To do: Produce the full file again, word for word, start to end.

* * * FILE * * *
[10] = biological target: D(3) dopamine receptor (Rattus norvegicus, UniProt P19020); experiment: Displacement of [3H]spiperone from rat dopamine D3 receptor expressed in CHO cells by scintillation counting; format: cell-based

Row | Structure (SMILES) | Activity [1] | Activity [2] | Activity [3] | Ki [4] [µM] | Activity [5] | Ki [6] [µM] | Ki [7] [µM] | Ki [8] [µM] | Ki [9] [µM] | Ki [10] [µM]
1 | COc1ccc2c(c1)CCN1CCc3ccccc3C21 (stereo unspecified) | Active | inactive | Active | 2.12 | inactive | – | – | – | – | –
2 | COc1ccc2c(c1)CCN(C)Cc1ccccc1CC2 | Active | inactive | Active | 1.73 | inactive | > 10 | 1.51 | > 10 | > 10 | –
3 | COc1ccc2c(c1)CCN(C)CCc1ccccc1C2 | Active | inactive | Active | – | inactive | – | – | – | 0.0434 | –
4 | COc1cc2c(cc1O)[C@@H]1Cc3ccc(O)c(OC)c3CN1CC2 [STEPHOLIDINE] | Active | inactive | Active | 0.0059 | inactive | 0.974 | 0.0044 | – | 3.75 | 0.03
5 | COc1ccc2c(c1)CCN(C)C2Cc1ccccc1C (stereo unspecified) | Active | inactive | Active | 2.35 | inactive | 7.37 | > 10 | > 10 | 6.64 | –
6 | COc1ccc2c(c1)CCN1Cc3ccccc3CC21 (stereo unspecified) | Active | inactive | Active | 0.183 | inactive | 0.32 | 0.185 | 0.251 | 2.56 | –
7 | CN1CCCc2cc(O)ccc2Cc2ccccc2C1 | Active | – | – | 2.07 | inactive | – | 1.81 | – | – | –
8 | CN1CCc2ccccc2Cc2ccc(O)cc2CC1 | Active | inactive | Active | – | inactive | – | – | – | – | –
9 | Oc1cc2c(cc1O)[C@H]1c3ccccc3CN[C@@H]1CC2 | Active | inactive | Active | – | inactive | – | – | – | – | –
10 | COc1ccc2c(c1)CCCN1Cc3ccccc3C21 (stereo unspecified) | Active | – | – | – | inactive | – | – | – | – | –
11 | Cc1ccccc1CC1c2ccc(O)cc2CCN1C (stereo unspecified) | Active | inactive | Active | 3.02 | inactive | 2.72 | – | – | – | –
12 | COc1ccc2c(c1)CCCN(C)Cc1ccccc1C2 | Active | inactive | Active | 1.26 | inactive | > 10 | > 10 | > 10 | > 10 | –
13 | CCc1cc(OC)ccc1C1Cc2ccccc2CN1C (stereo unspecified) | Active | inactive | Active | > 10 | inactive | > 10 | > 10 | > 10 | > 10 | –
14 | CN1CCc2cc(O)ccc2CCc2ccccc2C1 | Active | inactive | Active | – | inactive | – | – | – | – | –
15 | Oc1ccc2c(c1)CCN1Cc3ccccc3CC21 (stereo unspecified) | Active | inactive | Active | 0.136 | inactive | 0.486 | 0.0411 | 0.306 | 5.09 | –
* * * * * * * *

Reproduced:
[10] = biological target: D(3) dopamine receptor (Rattus norvegicus, UniProt P19020); experiment: Displacement of [3H]spiperone from rat dopamine D3 receptor expressed in CHO cells by scintillation counting; format: cell-based

Row | Structure (SMILES) | Activity [1] | Activity [2] | Activity [3] | Ki [4] [µM] | Activity [5] | Ki [6] [µM] | Ki [7] [µM] | Ki [8] [µM] | Ki [9] [µM] | Ki [10] [µM]
1 | COc1ccc2c(c1)CCN1CCc3ccccc3C21 (stereo unspecified) | Active | inactive | Active | 2.12 | inactive | – | – | – | – | –
2 | COc1ccc2c(c1)CCN(C)Cc1ccccc1CC2 | Active | inactive | Active | 1.73 | inactive | > 10 | 1.51 | > 10 | > 10 | –
3 | COc1ccc2c(c1)CCN(C)CCc1ccccc1C2 | Active | inactive | Active | – | inactive | – | – | – | 0.0434 | –
4 | COc1cc2c(cc1O)[C@@H]1Cc3ccc(O)c(OC)c3CN1CC2 [STEPHOLIDINE] | Active | inactive | Active | 0.0059 | inactive | 0.974 | 0.0044 | – | 3.75 | 0.03
5 | COc1ccc2c(c1)CCN(C)C2Cc1ccccc1C (stereo unspecified) | Active | inactive | Active | 2.35 | inactive | 7.37 | > 10 | > 10 | 6.64 | –
6 | COc1ccc2c(c1)CCN1Cc3ccccc3CC21 (stereo unspecified) | Active | inactive | Active | 0.183 | inactive | 0.32 | 0.185 | 0.251 | 2.56 | –
7 | CN1CCCc2cc(O)ccc2Cc2ccccc2C1 | Active | – | – | 2.07 | inactive | – | 1.81 | – | – | –
8 | CN1CCc2ccccc2Cc2ccc(O)cc2CC1 | Active | inactive | Active | – | inactive | – | – | – | – | –
9 | Oc1cc2c(cc1O)[C@H]1c3ccccc3CN[C@@H]1CC2 | Active | inactive | Active | – | inactive | – | – | – | – | –
10 | COc1ccc2c(c1)CCCN1Cc3ccccc3C21 (stereo unspecified) | Active | – | – | – | inactive | – | – | – | – | –
11 | Cc1ccccc1CC1c2ccc(O)cc2CCN1C (stereo unspecified) | Active | inactive | Active | 3.02 | inactive | 2.72 | – | – | – | –
12 | COc1ccc2c(c1)CCCN(C)Cc1ccccc1C2 | Active | inactive | Active | 1.26 | inactive | > 10 | > 10 | > 10 | > 10 | –
13 | CCc1cc(OC)ccc1C1Cc2ccccc2CN1C (stereo unspecified) | Active | inactive | Active | > 10 | inactive | > 10 | > 10 | > 10 | > 10 | –
14 | CN1CCc2cc(O)ccc2CCc2ccccc2C1 | Active | inactive | Active | – | inactive | – | – | – | – | –
15 | Oc1ccc2c(c1)CCN1Cc3ccccc3CC21 (stereo unspecified) | Active | inactive | Active | 0.136 | inactive | 0.486 | 0.0411 | 0.306 | 5.09 | –